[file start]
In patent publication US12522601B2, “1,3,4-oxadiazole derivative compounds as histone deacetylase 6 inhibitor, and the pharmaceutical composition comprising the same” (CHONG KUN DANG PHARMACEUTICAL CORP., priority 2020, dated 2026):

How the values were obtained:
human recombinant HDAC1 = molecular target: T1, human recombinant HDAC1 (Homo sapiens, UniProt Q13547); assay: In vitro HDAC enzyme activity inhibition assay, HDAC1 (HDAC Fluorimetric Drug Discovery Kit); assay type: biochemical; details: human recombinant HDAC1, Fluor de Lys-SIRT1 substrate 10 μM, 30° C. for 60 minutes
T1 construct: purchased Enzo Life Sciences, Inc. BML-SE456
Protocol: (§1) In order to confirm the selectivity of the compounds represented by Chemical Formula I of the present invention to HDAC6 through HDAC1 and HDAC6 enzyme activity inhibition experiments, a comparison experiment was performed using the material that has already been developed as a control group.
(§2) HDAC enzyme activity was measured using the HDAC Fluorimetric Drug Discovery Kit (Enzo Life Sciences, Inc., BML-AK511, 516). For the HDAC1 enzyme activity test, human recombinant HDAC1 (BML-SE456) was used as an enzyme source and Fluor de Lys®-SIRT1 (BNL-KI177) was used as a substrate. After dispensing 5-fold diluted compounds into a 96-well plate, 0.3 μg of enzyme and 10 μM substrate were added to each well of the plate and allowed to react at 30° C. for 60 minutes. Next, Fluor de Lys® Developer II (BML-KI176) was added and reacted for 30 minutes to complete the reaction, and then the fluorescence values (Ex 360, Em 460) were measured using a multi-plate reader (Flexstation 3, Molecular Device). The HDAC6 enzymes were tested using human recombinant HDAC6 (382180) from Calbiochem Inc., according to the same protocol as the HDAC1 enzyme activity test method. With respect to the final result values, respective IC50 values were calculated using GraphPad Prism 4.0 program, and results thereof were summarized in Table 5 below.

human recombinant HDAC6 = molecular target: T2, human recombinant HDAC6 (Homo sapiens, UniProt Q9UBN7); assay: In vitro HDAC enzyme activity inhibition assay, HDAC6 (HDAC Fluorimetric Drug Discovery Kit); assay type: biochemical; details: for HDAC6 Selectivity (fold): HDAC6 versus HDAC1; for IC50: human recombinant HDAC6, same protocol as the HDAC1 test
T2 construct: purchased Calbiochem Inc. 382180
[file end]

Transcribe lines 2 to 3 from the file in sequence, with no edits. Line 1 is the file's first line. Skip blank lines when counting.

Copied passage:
How the values were obtained:
human recombinant HDAC1 = molecular target: T1, human recombinant HDAC1 (Homo sapiens, UniProt Q13547); assay: In vitro HDAC enzyme activity inhibition assay, HDAC1 (HDAC Fluorimetric Drug Discovery Kit); assay type: biochemical; details: human recombinant HDAC1, Fluor de Lys-SIRT1 substrate 10 μM, 30° C. for 60 minutes